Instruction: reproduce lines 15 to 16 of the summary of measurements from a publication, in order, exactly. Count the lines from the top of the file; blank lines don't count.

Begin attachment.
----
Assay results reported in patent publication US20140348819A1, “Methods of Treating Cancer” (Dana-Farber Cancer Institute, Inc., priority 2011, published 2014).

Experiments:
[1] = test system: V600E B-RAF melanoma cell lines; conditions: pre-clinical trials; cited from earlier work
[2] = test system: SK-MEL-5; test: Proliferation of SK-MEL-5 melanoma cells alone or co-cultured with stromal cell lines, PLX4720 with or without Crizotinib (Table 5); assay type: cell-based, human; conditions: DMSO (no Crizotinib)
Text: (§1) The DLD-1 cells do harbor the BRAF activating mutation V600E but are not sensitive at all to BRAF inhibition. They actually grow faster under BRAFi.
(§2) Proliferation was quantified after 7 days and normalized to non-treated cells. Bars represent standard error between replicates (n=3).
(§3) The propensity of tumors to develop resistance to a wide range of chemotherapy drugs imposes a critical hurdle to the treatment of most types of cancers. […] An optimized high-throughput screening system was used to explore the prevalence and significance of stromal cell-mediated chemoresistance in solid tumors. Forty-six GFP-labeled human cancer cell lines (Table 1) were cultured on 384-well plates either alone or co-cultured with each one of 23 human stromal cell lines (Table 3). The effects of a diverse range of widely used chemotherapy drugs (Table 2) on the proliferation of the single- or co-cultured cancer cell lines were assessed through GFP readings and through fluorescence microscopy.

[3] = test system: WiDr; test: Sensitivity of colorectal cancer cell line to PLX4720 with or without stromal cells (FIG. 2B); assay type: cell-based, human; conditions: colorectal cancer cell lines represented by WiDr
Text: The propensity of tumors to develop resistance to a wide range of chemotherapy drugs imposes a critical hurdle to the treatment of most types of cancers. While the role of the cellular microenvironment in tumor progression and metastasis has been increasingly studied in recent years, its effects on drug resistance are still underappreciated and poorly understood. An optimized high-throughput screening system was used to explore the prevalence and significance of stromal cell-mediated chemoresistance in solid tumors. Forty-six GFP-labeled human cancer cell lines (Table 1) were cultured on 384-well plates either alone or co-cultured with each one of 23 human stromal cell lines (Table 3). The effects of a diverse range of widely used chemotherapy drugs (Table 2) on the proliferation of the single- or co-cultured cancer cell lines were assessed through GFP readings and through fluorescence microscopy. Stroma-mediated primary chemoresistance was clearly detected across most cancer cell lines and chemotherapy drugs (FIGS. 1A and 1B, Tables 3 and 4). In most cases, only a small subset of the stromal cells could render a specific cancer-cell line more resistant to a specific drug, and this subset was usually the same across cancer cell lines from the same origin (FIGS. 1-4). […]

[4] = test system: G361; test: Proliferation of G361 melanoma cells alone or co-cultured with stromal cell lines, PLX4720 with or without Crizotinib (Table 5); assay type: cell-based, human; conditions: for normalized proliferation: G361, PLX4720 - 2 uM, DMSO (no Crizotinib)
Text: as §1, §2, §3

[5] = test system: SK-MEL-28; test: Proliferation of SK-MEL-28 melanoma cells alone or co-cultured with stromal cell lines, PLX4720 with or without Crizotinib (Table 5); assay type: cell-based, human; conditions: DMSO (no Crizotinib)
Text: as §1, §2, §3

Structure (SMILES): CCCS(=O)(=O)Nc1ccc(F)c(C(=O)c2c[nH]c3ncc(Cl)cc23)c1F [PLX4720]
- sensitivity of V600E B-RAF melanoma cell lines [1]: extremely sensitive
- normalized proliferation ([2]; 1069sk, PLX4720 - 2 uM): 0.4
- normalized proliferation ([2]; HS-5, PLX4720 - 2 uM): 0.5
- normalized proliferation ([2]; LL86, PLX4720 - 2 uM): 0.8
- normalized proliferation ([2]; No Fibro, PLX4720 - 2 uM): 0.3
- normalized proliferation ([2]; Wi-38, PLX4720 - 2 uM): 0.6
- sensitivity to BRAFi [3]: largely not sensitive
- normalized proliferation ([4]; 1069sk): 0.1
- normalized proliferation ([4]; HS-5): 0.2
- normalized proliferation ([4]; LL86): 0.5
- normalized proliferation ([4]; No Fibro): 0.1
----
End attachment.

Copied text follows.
- sensitivity of V600E B-RAF melanoma cell lines [1]: extremely sensitive
- normalized proliferation ([2]; 1069sk, PLX4720 - 2 uM): 0.4